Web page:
2 self-awareness, self security, positive views of others, and the development of regulated affective responses to interpersonal challenges. In addition to the obvious effects of parental nonavailability on intra- and interpersonal learning, psychological neglect is thought to produce acute psychological distress (Bowlby, 1988). Because children are social beings with profound biopsychological needs for contact comfort, nurturance, and love, sustained neglect can result in painful feelings of what appear to be deprivation and abandonment. This acute distress, in turn, may affect the child's development in many of the same ways described below for caretaker acts of commission. Also present, however, may be a growing sense of psychological emptiness and neediness and a general tendency later in life to be especially sensitive to the possibility of abandonment or rejection by others. Acts of commission In contrast to acts of omission, acts of commission involve actual abusive behaviors directed toward the child. These acts, whether physical, sexual, or psychological, can produce longstanding interpersonal difficulties, as well as distorted thinking patterns, emotional disturbance, and posttraumatic stress. When such acts occur early in life, they are especially likely to motivate the development of avoidance strategies that allow the child to function despite inescapable emotional pain (Putnam, 1997). Faced with parental violence, the child may develop a style of relating whereby he or she psychologically attenuates or avoids certain attachment interactions with a given abusive caretaker (Bowlby, 1988). Although this defense protects the child, to some extent, from overwhelming distress and distorted environmental input, it also tends to reduce his or her access to any positive attachment stimuli that might be available in the environment (Briere, 1992). This response, in turn, further deprives the child of normal attachment-related learning and development, reinforces avoidance as a primary response style, and may partially replicate the difficulties associated with neglect-related attachment deprivation. Together, early acts of omission and commission serve as an etiologic reservoir for the development of later psychological disorder. Some of these responses are the direct result of psychological injury, whereas others appear to represent coping responses to the emotional pain associated with abuse and neglect. Based on the existing literature, recent scientific developments, and clinical experience, a hypothesized series of these traumagenic mechanisms are presented below. Abuse-related Symptom Development For the purposes of this chapter, the primary impacts of childhood abuse and neglect on later (i.e., adolescent and adult) psychological functioning can be divided into six areas: (1) negative preverbal assumptions and relational schemata, (2) conditioned emotional responses (CERs) to abuse-related stimuli, (3) implicit/sensory memories of abuse, (4) narrative/autobiographical memories of maltreatment, (5) suppressed or deep cognitive structures involving abuse-related material, and (6) inadequately-developed affect regulation skills. There are undoubtedly other major abuse effects, as noted throughout this volume, although many may be secondary to these six. Preverbal assumptions regarding self and others One of the earliest impacts of abuse and neglect is thought to be on the child s internal representations of self and other. These representations generally arise in the context of the early parent-child relationship, wherein the child makes inferences based on how he or she is treated by his or her caretakers. In the case of abuse or neglect, these inferences are likely to be negative. For example, the young child who is being maltreated often infers negative self- and other-characteristics from such acts. He or she may conclude that he/she must be intrinsically unacceptable or malignant to deserve such "punishment" or neglect, or may come to see himself or herself as helpless, inadequate, or weak. As well, the abused child may come to view others as inherently dangerous, rejecting, or unavailable. Although typically considered to be cognitive sequelae, these early inferences and perceptions appear to form basic beliefs that function more as a general model of self and others than as actual thought, per se. Instead, some theorists refer to such intrinsic self-other perceptions as internal working models (Bowlby, 1982) or core 2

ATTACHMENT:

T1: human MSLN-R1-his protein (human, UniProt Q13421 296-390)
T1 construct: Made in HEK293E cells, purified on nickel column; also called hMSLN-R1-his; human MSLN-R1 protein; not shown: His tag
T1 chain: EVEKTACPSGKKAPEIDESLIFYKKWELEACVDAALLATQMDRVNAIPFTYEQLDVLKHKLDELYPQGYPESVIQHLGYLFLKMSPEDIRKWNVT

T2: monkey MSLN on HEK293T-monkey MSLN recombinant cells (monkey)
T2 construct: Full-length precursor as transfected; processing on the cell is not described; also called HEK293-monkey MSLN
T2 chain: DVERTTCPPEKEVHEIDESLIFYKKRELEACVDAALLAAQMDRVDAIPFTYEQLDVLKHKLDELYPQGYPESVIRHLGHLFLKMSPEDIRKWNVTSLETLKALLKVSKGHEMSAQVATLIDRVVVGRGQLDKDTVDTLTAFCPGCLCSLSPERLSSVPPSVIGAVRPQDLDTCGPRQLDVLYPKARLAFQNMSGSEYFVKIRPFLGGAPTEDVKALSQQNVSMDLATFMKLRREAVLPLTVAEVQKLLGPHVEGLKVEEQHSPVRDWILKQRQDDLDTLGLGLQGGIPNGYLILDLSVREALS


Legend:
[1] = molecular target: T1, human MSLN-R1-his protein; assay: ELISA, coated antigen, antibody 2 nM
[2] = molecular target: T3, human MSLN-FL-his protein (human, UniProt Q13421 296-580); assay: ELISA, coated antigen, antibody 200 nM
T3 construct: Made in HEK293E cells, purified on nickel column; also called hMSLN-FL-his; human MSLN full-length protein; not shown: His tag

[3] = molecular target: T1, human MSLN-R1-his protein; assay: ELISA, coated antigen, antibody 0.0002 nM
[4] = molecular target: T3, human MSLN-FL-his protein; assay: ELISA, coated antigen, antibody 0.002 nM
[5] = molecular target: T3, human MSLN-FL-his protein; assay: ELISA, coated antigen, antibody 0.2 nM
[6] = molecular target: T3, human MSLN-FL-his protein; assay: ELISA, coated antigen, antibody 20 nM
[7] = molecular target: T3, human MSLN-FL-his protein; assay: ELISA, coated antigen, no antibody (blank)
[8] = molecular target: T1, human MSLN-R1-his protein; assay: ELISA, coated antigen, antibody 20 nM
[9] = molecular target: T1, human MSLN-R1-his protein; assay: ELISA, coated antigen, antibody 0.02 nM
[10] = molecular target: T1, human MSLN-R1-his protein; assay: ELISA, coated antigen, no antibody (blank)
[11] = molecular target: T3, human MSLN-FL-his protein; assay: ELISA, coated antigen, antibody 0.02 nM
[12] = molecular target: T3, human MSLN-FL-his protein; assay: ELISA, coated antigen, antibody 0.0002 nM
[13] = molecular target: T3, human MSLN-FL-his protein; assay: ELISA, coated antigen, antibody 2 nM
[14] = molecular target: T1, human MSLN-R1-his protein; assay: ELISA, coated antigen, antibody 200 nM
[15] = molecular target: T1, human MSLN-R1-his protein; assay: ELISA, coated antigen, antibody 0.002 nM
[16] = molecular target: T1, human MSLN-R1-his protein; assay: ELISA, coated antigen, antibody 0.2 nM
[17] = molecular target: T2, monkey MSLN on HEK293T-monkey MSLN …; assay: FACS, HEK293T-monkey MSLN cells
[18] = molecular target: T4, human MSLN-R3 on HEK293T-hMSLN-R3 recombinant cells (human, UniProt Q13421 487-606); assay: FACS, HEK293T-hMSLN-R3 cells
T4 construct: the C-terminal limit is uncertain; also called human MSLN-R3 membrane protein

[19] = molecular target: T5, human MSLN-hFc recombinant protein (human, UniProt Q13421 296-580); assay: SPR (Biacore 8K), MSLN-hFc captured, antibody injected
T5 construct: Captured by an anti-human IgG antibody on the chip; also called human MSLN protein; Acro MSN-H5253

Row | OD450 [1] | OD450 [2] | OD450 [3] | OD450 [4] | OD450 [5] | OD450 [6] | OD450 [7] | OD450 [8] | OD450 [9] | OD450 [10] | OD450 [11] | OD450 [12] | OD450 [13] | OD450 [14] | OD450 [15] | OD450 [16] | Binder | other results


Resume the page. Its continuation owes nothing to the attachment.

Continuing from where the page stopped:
3 relational schemas (Baldwin, 1992), especially when they arise from child-caretaker attachment interactions in the early years of life. This notion of internalized models or schemas emphasizes the structural or organizing aspects of this phenomenon, as opposed to the presence of discrete cognitions or episodic memories. These core beliefs and assumptions are often relatively nonresponsive to superficial verbal reassurance or the expressed alternate views of others later in life, since they are not, in fact, verbally-mediated. For example, the individual who believes, at a basic level, that she is unlikable or unattractive to others, or that others are not to be trusted will not easily change such views based on others' declarations that the person is valued by them or that they can be relied upon. The quality and valence of these core schemas intrinsically affect the individual s later capacity to form and maintain meaningful attachments with other people. Such individuals may find themselves in conflictual or chaotic relationships later in life, may have problems with forming intimate adult attachments, and may engage in behaviors that are likely to threaten or disrupt close relationships with others (Collins & Read, 1990; Levy & Davis, 1988; Simpson, 1990). Generally, early childhood abuse and neglect has been associated with insecure attachment styles in adulthood (Alexander, 1992; Coe, Dalenberg, Aransky, & Reto, 1995; Styron & Janoff-Bulman, 1997). Insecure attachment, in turn, can be divided into three types: Fearful (involving a high need for interpersonal acceptance and affirmation and, yet, avoidance of intimacy), Preoccupied (involving similar high needs for validation and acceptance, but with a tendency to be preoccupied with attaining such affirmation through relationships), and Avoidant/Dismissing (involving avoidance of interpersonal attachments and high needs for selfreliance). These patterns of relating are likely to represent, at least in part, behavioral outcomes of the implicit relational schemas or structures described earlier, wherein early life experiences (including child abuse and neglect) produce expectations about self and others that are played out in the interpersonal sphere (Baldwin, et al., 1993). Interestingly, it appears that many individuals have different attachment styles in different situations, partially depending on what relational memories or schemata are cued or primed at any given period of time (Baldwin, Keelan, Fehr, Enns, & Koh-Rangarajoo, 1996). In addition to attachment-style-related schema, it is clear that abuse and neglect early in life can produce more general relational disturbance. Pearlman & Saakvitne (1995), for example, suggest that trauma during the early years can result in chronic, negative expectations and perceptions around issues of safety, trust, esteem, intimacy, and control. These negative schema, in turn, may be easily activated by interpersonal stimuli in the current environment, as noted above. Because such disturbance is typically at the implicit, nonverbal level, and is primarily based in safety and attachment needs, these relational schemas may not be evident except in negative or potentially threatening interactions with others, at which time these underlying cognitive cognitions may be triggered with resultant interpersonal difficulties (Simpson & Rholes, 1994). For example, an individual who -- by virtue of early parental abandonment and rejection -- has developed a preoccupied attachment style may relate relatively well in a given occupational or intimate context until he or she encounters stimuli that suggest some level of rejection or abandonment. At this point he or she may respond in the context of an activated gestalt of archaic emotional responses and cognitive structures that, although excessive in the immediate context, are appropriate to the feelings and thoughts of an abused or neglected child. This gestalt, in turn, may motivate behavior that, although intended to ensure proximity and maintain the relationship, is so "primitive" (i.e., characterized by child-level responses and demands) and affectively-laden that it challenges or even destroys that relationship. Conditioned associations between abuse stimuli and emotional distress Perhaps the most basic learning that occurs during child maltreatment is that of classically conditioned associations between abuse stimuli and negative emotions. Children who are beaten, repetitively screamed at, sexually abused, or abandoned typically will come to associate aspects of the abuser (e.g., his or her sex, age, physical characteristics, or escalating behaviors) with fear and other emotional distress. These conditioned emotional responses (CERs) may be embedded in generalized fear structures (Foa & Kozak, 1986), leading the child to experience distress in response to seeing any male, authority figure, angry person, etc. In some cases, this generalization will result in negative CERs to a variety of potential interpersonal relationships, especially those involving intimacy, closeness, or vulnerability. These classically conditioned responses are not encoded as autobiographical memories, but rather as simple associations between certain stimuli (e.g., the sudden raising of a hand) and certain responses (e.g., fear, leading to flinching). As a result, they are not remembered, per se, but rather are evoked or triggered by events that are 3